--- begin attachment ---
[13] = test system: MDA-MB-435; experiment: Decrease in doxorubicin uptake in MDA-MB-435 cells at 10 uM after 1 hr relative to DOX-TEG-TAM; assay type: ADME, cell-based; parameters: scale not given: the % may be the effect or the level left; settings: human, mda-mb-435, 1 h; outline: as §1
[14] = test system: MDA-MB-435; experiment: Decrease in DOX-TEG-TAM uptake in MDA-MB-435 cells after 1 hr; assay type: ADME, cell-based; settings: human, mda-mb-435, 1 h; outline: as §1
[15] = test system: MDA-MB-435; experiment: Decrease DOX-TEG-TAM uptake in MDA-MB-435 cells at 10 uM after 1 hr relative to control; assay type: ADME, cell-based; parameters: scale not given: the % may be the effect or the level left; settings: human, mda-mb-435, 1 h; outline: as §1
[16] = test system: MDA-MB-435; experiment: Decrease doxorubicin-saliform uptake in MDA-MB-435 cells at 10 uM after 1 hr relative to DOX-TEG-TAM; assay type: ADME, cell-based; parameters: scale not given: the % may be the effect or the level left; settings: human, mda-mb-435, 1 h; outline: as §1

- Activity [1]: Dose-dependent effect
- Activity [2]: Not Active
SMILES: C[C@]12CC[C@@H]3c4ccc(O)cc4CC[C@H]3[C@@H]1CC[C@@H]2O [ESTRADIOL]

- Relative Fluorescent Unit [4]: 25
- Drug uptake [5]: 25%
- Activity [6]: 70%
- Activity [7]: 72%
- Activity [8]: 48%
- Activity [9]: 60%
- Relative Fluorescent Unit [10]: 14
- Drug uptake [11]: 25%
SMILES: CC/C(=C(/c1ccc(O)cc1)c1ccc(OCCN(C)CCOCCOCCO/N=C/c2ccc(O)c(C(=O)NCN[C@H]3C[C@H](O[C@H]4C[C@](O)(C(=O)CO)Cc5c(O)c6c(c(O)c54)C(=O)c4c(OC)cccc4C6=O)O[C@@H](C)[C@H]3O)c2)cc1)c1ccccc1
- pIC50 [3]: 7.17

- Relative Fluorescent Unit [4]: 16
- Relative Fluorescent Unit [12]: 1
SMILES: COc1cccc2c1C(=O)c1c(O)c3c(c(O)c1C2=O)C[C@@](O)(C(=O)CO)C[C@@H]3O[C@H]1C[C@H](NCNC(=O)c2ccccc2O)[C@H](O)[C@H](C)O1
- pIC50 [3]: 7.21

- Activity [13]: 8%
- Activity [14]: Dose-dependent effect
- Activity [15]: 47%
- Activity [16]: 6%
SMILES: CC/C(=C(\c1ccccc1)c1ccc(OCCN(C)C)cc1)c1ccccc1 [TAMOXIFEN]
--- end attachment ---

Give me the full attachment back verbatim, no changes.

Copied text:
[13] = test system: MDA-MB-435; experiment: Decrease in doxorubicin uptake in MDA-MB-435 cells at 10 uM after 1 hr relative to DOX-TEG-TAM; assay type: ADME, cell-based; parameters: scale not given: the % may be the effect or the level left; settings: human, mda-mb-435, 1 h; outline: as §1
[14] = test system: MDA-MB-435; experiment: Decrease in DOX-TEG-TAM uptake in MDA-MB-435 cells after 1 hr; assay type: ADME, cell-based; settings: human, mda-mb-435, 1 h; outline: as §1
[15] = test system: MDA-MB-435; experiment: Decrease DOX-TEG-TAM uptake in MDA-MB-435 cells at 10 uM after 1 hr relative to control; assay type: ADME, cell-based; parameters: scale not given: the % may be the effect or the level left; settings: human, mda-mb-435, 1 h; outline: as §1
[16] = test system: MDA-MB-435; experiment: Decrease doxorubicin-saliform uptake in MDA-MB-435 cells at 10 uM after 1 hr relative to DOX-TEG-TAM; assay type: ADME, cell-based; parameters: scale not given: the % may be the effect or the level left; settings: human, mda-mb-435, 1 h; outline: as §1

- Activity [1]: Dose-dependent effect
- Activity [2]: Not Active
SMILES: C[C@]12CC[C@@H]3c4ccc(O)cc4CC[C@H]3[C@@H]1CC[C@@H]2O [ESTRADIOL]

- Relative Fluorescent Unit [4]: 25
- Drug uptake [5]: 25%
- Activity [6]: 70%
- Activity [7]: 72%
- Activity [8]: 48%
- Activity [9]: 60%
- Relative Fluorescent Unit [10]: 14
- Drug uptake [11]: 25%
SMILES: CC/C(=C(/c1ccc(O)cc1)c1ccc(OCCN(C)CCOCCOCCO/N=C/c2ccc(O)c(C(=O)NCN[C@H]3C[C@H](O[C@H]4C[C@](O)(C(=O)CO)Cc5c(O)c6c(c(O)c54)C(=O)c4c(OC)cccc4C6=O)O[C@@H](C)[C@H]3O)c2)cc1)c1ccccc1
- pIC50 [3]: 7.17

- Relative Fluorescent Unit [4]: 16
- Relative Fluorescent Unit [12]: 1
SMILES: COc1cccc2c1C(=O)c1c(O)c3c(c(O)c1C2=O)C[C@@](O)(C(=O)CO)C[C@@H]3O[C@H]1C[C@H](NCNC(=O)c2ccccc2O)[C@H](O)[C@H](C)O1
- pIC50 [3]: 7.21

- Activity [13]: 8%
- Activity [14]: Dose-dependent effect
- Activity [15]: 47%
- Activity [16]: 6%
SMILES: CC/C(=C(\c1ccccc1)c1ccc(OCCN(C)C)cc1)c1ccccc1 [TAMOXIFEN]